Democrat James “Pa” Ferguson Jr. became governor of Texas in 1913, and his impeachment stems from his feud with the University of Texas. There were some faculty members Ferguson wanted the board of regents to sack, and when the board failed to do so, he vetoed nearly all state appropriations of the university.
The Texas legislature impeached, convicted, and fired Ferguson in 1917, preventing him from re-holding elected office in Texas. Despite this, Ferguson attempted (and failed) to run for governor again the following year, and submitted two more unsuccessful candidatures for the presidency and the US Senate in the following years. However, he became the “first gentleman” of Texas in 1925 when his wife, Democrat Miriam “Ma” Ferguson, became the first female governor of Texas. She served her first term until 1927, and was governor a second time from 1933 to 1935.
5. 1923: John Walton, Oklahoma
In 1921, the white residents of Tulsa slaughtered the black residents and destroyed the part of town known as “Black Wall Street”. Two years later, when Democrat John Walton became governor of Oklahoma, he imposed martial law on Tulsa in order to crack down on the Ku Klux Klan.
In response, the state legislature filed 22 articles of impeachment against Walton, including charges of illegal use of the military and suspension of habeas corpus. The legislature found him guilty of several charges, removing him after less than a year in office.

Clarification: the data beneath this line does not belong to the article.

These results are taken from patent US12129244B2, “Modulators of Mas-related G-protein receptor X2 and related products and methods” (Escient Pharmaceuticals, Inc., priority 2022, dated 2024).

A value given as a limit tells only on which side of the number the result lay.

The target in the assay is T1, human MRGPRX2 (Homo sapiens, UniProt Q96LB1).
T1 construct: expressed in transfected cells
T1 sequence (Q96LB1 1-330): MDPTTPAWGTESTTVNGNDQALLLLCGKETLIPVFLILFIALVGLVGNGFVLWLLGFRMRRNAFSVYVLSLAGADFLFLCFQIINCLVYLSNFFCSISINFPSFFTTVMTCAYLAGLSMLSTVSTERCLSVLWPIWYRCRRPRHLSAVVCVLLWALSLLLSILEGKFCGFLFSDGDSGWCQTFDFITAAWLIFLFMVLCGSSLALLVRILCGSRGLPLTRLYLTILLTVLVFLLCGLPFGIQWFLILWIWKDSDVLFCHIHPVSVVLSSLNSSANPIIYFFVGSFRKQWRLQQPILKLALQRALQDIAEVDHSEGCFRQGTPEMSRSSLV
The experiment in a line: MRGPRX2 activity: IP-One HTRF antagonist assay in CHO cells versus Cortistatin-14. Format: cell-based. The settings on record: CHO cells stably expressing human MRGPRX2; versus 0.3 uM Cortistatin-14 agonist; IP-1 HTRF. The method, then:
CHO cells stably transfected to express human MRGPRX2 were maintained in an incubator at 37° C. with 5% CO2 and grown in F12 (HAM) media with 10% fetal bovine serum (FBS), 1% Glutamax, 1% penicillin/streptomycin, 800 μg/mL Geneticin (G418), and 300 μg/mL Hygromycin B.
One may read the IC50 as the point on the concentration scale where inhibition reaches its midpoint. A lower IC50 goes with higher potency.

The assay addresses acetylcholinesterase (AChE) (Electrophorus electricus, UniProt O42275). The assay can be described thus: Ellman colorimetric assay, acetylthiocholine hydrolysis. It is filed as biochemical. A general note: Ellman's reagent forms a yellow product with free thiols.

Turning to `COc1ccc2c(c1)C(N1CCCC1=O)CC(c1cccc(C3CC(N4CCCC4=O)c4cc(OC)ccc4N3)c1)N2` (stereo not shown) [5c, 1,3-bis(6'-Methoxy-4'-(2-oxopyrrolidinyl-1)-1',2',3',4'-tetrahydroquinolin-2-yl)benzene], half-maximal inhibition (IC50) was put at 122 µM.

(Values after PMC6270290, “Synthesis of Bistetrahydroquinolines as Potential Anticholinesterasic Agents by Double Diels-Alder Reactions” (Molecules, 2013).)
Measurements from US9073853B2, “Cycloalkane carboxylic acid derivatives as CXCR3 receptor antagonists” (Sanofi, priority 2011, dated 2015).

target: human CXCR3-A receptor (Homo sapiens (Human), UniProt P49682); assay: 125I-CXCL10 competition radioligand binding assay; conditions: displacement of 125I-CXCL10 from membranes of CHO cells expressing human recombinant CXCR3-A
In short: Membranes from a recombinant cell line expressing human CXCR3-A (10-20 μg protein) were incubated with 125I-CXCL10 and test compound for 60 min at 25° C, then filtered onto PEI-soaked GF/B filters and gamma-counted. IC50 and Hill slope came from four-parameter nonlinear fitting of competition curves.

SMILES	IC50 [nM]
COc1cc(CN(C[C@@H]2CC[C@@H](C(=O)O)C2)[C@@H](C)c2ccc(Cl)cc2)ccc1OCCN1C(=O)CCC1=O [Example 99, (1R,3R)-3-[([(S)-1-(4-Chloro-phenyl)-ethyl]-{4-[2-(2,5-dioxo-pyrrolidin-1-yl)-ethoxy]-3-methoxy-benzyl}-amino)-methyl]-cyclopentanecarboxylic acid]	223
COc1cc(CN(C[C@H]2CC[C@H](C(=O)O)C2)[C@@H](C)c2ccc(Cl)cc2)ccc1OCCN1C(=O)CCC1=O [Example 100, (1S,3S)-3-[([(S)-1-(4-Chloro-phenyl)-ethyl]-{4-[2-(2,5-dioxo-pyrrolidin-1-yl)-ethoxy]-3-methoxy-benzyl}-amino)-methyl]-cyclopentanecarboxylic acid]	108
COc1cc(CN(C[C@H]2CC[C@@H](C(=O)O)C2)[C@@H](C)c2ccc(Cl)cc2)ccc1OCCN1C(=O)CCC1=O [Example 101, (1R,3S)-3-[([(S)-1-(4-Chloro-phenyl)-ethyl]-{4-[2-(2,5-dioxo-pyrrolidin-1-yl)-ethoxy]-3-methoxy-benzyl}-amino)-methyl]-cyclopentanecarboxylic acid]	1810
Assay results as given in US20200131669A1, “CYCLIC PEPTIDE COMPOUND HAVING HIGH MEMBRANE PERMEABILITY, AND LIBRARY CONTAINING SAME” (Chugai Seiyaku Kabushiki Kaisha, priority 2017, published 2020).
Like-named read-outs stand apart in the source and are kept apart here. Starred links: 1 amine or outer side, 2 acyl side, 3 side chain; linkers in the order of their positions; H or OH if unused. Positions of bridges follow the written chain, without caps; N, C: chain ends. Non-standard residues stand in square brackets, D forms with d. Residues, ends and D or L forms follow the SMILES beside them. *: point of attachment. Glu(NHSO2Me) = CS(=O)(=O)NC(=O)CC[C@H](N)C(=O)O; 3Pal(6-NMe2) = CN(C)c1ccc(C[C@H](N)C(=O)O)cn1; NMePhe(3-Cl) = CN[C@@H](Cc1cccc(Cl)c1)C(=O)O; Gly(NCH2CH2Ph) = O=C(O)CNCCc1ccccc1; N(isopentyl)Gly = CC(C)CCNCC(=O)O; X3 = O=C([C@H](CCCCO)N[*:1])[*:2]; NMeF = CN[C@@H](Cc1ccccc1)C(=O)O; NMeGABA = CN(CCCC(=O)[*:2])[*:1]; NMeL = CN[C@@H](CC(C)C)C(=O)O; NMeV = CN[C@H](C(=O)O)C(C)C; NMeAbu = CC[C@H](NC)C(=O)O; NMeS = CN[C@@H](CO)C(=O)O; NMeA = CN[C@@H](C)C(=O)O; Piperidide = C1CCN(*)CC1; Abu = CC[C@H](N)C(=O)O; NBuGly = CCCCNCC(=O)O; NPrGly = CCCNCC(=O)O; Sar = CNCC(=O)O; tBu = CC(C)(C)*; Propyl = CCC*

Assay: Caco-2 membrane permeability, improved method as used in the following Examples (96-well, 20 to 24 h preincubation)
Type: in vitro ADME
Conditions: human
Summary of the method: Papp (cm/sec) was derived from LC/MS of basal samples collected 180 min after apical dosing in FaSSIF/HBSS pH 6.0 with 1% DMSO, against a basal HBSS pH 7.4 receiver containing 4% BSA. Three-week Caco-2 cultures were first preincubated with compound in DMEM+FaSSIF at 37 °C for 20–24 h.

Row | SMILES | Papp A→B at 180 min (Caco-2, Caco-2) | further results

READ MORE: Tulsa Race Massacre: Facts About The Attack
6. 1929: Henry S. Johnston, Oklahoma
Several years later, Oklahoma twice removed another governor for general incompetence. One of the reasons Democrat Henry S. Johnston’s first impeachment was allegations that his personal secretary, Ms OO Hammonds, had too much influence over his decisions. After the 1928 election, fellow Democrats also blamed Johnston for their party’s losses in the state.
Johnston, who took office in 1927, survived the first impeachment but was convicted and removed on the second impeachment, stepping down in 1929. In addition to Florida Governor Harrison Reed, who was impeached in 1868 and 1872 (and acquitted both times), Johnston is the only other US governor to be impeached twice.
7. 1988: Evan Mecham, Arizona
The same year that Oklahoma impeached Henry Johnston, Louisiana also impeached Governor Huey Long, “The Kingfish,” who was acquitted and remained in office. After that, there was no further impeachment of governor for almost 60 years.
The man who broke the streak was Republican Evan Mecham, Arizona governor from 1987 to 1988. He was impeached for financial crimes, as well as for trying to cover up a threat made by one of its members to a member of the grand jury in a case. about his financial crimes. In 1988, the state legislature condemned him and removed him from office.
8. 2009: Rod Blagojevich, Illinois
The most recently impeached governor was Democrat Rod Blagojevich, governor of Illinois from 2003 to 2009. Blagojevich was impeached on corruption charges, including his attempt to sell Barack Obama’s seat in the United States Senate after the Obama’s election as president in 2008.
The Illinois legislature removed Blagojevich from office in 2009, and he served almost eight years of a 14-year prison sentence. He was released from prison in 2020 after Donald Trump commuted his sentence.